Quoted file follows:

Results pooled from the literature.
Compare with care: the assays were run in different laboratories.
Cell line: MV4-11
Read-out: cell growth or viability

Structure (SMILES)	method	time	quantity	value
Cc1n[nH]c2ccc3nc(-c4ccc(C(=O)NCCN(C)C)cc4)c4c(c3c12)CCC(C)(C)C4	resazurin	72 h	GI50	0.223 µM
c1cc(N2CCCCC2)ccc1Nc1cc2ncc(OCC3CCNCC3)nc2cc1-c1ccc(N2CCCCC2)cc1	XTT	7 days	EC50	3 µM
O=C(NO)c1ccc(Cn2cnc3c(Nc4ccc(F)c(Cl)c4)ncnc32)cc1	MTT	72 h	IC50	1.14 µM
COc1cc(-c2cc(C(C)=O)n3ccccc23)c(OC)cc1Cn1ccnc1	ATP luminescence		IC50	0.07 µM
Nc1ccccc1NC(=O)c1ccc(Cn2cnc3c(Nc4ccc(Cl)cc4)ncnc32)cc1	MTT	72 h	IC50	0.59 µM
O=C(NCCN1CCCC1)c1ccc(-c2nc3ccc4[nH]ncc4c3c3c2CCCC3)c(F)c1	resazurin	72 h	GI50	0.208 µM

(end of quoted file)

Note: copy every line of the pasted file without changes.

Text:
Results pooled from the literature.
Compare with care: the assays were run in different laboratories.
Cell line: MV4-11
Read-out: cell growth or viability

Structure (SMILES)	method	time	quantity	value
Cc1n[nH]c2ccc3nc(-c4ccc(C(=O)NCCN(C)C)cc4)c4c(c3c12)CCC(C)(C)C4	resazurin	72 h	GI50	0.223 µM
c1cc(N2CCCCC2)ccc1Nc1cc2ncc(OCC3CCNCC3)nc2cc1-c1ccc(N2CCCCC2)cc1	XTT	7 days	EC50	3 µM
O=C(NO)c1ccc(Cn2cnc3c(Nc4ccc(F)c(Cl)c4)ncnc32)cc1	MTT	72 h	IC50	1.14 µM
COc1cc(-c2cc(C(C)=O)n3ccccc23)c(OC)cc1Cn1ccnc1	ATP luminescence		IC50	0.07 µM
Nc1ccccc1NC(=O)c1ccc(Cn2cnc3c(Nc4ccc(Cl)cc4)ncnc32)cc1	MTT	72 h	IC50	0.59 µM
O=C(NCCN1CCCC1)c1ccc(-c2nc3ccc4[nH]ncc4c3c3c2CCCC3)c(F)c1	resazurin	72 h	GI50	0.208 µM